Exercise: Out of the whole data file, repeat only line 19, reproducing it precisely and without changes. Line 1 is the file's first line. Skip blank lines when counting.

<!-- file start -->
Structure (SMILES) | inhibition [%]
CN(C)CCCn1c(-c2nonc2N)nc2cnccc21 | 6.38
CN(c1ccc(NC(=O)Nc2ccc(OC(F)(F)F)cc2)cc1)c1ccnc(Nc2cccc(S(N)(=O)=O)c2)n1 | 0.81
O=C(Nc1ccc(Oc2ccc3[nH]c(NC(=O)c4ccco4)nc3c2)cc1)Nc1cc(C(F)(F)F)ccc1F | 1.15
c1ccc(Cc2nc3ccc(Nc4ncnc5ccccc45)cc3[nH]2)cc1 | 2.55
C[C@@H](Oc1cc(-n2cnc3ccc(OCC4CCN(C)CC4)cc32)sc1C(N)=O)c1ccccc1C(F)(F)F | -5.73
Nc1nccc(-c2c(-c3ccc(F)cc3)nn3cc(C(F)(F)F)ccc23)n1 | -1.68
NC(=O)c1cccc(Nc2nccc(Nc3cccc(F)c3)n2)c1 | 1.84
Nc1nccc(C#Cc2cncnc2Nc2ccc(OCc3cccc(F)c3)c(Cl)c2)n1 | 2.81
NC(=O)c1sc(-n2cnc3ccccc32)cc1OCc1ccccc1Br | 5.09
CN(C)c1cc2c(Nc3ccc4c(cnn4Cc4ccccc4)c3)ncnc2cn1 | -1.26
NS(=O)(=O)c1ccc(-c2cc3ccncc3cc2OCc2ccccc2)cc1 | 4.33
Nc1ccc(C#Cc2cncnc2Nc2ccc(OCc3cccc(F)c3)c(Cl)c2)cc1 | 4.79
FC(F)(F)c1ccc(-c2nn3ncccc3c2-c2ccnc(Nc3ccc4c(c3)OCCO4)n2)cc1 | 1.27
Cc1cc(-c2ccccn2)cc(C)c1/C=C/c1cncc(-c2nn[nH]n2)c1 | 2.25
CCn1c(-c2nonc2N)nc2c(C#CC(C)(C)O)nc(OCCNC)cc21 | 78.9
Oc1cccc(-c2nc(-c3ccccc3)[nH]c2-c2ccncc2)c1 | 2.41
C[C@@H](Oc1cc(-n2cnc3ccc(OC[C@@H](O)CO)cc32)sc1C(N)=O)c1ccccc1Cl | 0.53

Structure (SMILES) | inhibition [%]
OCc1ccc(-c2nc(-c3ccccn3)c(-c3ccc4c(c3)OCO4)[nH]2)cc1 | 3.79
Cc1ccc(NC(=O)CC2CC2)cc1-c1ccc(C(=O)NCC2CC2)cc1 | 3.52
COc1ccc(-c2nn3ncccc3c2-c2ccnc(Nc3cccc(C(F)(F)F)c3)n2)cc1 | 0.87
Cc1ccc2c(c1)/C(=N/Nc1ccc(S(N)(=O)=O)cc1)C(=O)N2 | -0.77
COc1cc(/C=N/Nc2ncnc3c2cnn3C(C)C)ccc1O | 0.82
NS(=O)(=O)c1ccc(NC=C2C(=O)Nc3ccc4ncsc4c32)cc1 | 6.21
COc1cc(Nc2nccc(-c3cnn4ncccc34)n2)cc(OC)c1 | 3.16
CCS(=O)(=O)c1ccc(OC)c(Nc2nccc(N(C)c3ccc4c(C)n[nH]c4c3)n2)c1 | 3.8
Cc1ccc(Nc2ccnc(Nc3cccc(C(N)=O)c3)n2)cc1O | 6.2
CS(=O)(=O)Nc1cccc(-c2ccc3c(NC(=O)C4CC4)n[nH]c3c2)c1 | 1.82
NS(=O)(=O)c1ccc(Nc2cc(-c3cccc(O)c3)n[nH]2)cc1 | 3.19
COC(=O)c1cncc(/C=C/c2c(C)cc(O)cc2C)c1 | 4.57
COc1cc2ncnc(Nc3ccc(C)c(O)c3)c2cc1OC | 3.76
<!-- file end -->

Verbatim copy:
Structure (SMILES) | inhibition [%]